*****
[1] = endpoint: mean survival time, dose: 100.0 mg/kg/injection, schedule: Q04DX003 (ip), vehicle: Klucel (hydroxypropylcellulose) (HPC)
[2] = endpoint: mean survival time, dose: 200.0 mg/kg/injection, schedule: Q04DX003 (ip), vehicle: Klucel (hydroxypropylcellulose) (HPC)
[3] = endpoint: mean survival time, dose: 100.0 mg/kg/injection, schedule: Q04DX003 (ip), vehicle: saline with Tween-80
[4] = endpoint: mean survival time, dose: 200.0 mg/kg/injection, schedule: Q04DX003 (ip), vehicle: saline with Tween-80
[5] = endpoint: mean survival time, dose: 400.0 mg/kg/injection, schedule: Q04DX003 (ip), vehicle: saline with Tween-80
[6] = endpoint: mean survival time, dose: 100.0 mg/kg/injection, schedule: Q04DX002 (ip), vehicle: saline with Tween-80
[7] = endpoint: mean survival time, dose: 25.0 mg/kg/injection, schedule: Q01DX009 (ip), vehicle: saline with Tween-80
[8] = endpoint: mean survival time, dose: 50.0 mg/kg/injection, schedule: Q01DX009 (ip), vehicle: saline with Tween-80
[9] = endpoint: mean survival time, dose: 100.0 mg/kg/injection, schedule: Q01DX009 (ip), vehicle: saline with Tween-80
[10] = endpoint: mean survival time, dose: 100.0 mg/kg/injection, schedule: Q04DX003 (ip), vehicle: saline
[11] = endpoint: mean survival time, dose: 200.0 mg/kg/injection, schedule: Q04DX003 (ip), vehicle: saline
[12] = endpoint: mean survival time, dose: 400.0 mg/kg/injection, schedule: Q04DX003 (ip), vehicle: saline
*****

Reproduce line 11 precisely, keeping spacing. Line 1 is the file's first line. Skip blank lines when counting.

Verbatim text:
[11] = endpoint: mean survival time, dose: 200.0 mg/kg/injection, schedule: Q04DX003 (ip), vehicle: saline